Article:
The South-West monsoon, in a burst of fury, has left a trail of death and destruction in the central, northern, eastern and north-eastern parts of the country. Although the monsoon arrived on time, it initially progressed rather haltingly, raising fears of the year ending with a rainfall deficiency. But it gathered strength in July and has since wrought havoc in Maharashtra, Orissa, Punjab, Rajasthan, Gujarat, Assam and many other parts of the north-east and, more recently, in Bihar and Uttar Pradesh. Over 1400 lives have been lost, and close to 15 million people badly affected. At least 70,000 dwellings have been washed away in Bihar alone. Once again, the administration in most States has proved unequal to the task of coping with the monsoon’s onslaught. It is indeed disturbing that, despite the availability of a much more precise forecast from the Indian Meteorology Department and a vast media network that promptly reaches out to the people with cyclone and flood warnings, the administrative machinery in most States has not taken enough advance steps to ensure people’s safety and, worse, failed to carry out rescue and relief operations within an acceptable time frame. For instance in Assam and Bihar, there are reports of relief supplies not reaching thousands of marooned families in a large number of villages even a week after the floods.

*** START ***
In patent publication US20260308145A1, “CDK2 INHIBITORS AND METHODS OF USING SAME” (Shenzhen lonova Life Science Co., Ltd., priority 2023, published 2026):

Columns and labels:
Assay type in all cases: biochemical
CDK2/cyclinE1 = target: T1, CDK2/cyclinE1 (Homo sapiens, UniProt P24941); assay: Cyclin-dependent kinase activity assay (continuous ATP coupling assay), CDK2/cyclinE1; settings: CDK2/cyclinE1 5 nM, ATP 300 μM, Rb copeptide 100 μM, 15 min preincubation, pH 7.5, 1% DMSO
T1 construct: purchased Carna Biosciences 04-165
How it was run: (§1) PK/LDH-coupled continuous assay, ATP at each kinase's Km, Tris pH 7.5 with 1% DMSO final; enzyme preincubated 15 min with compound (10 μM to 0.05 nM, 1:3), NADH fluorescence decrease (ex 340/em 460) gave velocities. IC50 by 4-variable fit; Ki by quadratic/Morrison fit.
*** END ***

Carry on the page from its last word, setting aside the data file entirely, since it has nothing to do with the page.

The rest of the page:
Of course, the Defence forces have come to the aid of civil authorities in handling what has now come to be seen as a routine rescue and relief operation. Yet, whether in Assam, Bihar, Uttar Pradesh, Maharashtra, or parts of Andhra Pradesh, the relief and emergency supplies provided for the affected people have been woefully inadequate. About a third of the districts in the country have reported rainfall in excess of what they normally receive during this monsoon. The cycle of depressions and the rains they bring to the east coast has not ended. Averting the imminent danger of epidemics breaking out in these areas should now be the focus of government attention. The Centre should assist these States not only in reaching food and relief supplies and providing temporary shelters urgently but also in taking on the challenges to public health. The aftermath of the current bouts of rain is yet to be felt in all its ramifications. It is a pity that most States have failed to adopt advance measures and to put in place an effective monsoon preparedness plan. When even a metropolis like Mumbai fails the test, what can one say of cities such as Guwahati and Patna, leave alone the hundreds of villages that go through this trauma every year?